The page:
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Cell. 2016 Jan 14;164(1-2):115-127. doi: 10.1016/j.cell.2015.11.057.

Force Feedback Controls Motor Activity and Mechanical Properties of Self-Assembling Branched Actin Networks.

Author information

1
Department of Cellular and Molecular Pharmacology and Howard Hughes Medical Institute, University of California, San Francisco, Genentech Hall, 600 16(th) Street, San Francisco, CA 94158, USA; Department of Bioengineering and Biophysics Program, University of California, Berkeley, 648 Stanley Hall MC 1762, Berkeley, CA 94720, USA.
2
Department of Bioengineering and Biophysics Program, University of California, Berkeley, 648 Stanley Hall MC 1762, Berkeley, CA 94720, USA; Physical Biosciences Division, Lawrence Berkeley National Laboratory, 648 Stanley Hall MC 1762, Berkeley, CA 94720, USA; Advance Science Research Center, City University of New York, 85 St. Nicholas Terrace, New York, NY 10031, USA.
3
Department of Chemistry, University of California, Berkeley, 207 Gilman Hall, Berkeley, CA 94720, USA.
4
Department of Biochemistry and Biophysics, University of California, San Francisco, Genentech Hall, 600 16(th) Street, San Francisco, CA 94158, USA.
5
Department of Bioengineering and Biophysics Program, University of California, Berkeley, 648 Stanley Hall MC 1762, Berkeley, CA 94720, USA.
6
Department of Bioengineering and Biophysics Program, University of California, Berkeley, 648 Stanley Hall MC 1762, Berkeley, CA 94720, USA; Physical Biosciences Division, Lawrence Berkeley National Laboratory, 648 Stanley Hall MC 1762, Berkeley, CA 94720, USA. Electronic address: fletch@berkeley.edu.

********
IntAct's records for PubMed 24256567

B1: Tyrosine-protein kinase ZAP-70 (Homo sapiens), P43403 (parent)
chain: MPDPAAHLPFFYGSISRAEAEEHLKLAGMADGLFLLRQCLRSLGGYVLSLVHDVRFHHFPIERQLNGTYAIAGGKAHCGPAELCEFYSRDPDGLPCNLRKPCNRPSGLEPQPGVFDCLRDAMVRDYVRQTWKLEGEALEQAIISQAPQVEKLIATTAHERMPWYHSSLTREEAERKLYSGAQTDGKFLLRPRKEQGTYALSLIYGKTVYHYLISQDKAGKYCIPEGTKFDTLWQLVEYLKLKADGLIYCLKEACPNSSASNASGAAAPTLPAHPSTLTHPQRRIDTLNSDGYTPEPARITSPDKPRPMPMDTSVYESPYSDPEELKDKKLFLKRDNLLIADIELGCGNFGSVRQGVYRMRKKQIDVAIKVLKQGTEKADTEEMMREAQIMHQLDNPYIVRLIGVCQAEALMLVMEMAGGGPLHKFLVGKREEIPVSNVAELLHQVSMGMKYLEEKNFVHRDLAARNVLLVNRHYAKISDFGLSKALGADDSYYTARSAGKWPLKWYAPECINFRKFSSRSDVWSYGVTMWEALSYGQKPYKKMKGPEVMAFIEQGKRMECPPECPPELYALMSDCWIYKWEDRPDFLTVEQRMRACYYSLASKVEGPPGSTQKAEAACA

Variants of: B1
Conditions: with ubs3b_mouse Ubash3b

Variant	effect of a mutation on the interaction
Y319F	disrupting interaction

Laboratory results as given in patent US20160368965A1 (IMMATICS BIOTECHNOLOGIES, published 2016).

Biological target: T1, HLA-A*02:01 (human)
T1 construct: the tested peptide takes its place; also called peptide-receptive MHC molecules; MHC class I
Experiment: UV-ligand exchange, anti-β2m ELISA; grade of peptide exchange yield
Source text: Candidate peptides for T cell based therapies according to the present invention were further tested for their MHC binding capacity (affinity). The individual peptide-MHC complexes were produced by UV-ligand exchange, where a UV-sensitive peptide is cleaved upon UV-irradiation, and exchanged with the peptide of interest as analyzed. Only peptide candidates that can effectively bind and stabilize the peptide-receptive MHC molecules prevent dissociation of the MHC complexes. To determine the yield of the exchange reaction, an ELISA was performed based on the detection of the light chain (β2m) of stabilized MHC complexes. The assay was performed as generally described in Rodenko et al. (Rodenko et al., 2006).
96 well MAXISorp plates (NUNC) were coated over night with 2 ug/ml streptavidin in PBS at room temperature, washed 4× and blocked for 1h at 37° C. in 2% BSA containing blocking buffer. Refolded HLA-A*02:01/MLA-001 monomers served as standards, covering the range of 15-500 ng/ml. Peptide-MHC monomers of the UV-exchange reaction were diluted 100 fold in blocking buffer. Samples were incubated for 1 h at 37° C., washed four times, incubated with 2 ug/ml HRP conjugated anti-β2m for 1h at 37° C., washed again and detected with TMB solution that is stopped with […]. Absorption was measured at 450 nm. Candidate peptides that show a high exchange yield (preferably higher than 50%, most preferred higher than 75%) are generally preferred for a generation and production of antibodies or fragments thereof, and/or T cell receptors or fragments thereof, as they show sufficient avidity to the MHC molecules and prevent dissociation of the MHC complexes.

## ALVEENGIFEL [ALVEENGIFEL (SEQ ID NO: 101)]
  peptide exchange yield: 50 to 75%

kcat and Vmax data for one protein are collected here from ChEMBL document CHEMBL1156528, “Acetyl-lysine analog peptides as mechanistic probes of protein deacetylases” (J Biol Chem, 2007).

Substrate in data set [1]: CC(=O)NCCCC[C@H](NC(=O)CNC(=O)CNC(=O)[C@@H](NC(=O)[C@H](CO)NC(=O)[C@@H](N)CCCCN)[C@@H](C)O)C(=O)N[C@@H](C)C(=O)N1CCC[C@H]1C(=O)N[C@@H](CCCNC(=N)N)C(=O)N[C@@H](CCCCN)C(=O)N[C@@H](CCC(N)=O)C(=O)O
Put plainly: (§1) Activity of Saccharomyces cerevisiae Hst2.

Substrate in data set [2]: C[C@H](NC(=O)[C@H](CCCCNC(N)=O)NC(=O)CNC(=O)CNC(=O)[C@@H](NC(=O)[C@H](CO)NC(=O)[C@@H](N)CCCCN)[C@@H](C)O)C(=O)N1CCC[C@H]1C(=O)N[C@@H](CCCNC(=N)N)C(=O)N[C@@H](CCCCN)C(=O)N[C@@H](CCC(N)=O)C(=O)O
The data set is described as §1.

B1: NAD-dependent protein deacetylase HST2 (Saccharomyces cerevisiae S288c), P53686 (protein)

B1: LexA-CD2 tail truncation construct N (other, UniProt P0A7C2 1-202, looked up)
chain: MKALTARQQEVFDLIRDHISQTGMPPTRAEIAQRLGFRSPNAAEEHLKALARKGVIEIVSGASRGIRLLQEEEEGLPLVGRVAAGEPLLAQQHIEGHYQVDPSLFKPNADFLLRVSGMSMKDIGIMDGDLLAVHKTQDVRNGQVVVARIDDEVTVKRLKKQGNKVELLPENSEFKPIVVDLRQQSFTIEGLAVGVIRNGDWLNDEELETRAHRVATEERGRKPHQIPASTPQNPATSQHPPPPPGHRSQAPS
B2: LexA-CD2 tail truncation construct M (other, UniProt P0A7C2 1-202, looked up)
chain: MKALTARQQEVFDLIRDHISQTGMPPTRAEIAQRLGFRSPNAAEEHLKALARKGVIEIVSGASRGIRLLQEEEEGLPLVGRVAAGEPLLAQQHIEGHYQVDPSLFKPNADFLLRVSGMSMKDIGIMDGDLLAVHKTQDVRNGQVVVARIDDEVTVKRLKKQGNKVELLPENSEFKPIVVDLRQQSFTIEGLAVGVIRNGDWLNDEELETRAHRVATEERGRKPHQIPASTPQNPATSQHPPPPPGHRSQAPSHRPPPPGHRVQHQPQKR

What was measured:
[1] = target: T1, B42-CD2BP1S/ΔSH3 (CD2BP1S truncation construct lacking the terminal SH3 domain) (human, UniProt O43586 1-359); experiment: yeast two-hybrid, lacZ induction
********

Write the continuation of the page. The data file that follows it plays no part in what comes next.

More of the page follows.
7
Department of Cellular and Molecular Pharmacology and Howard Hughes Medical Institute, University of California, San Francisco, Genentech Hall, 600 16(th) Street, San Francisco, CA 94158, USA. Electronic address: dyche.mullins@ucsf.edu.

Abstract

Branched actin networks--created by the Arp2/3 complex, capping protein, and a nucleation promoting factor--generate and transmit forces required for many cellular processes, but their response to force is poorly understood. To address this, we assembled branched actin networks in vitro from purified components and used simultaneous fluorescence and atomic force microscopy to quantify their molecular composition and material properties under various forces. Remarkably, mechanical loading of these self-assembling materials increases their density, power, and efficiency. Microscopically, increased density reflects increased filament number and altered geometry but no change in average length. Macroscopically, increased density enhances network stiffness and resistance to mechanical failure beyond those of isotropic actin networks. These effects endow branched actin networks with memory of their mechanical history that shapes their material properties and motor activity. This work reveals intrinsic force feedback mechanisms by which mechanical resistance makes self-assembling actin networks stiffer, stronger, and more powerful.

PMID:
26771487
PMCID:
PMC5033619
DOI:
10.1016/j.cell.2015.11.057
[Indexed for MEDLINE]
Free PMC Article

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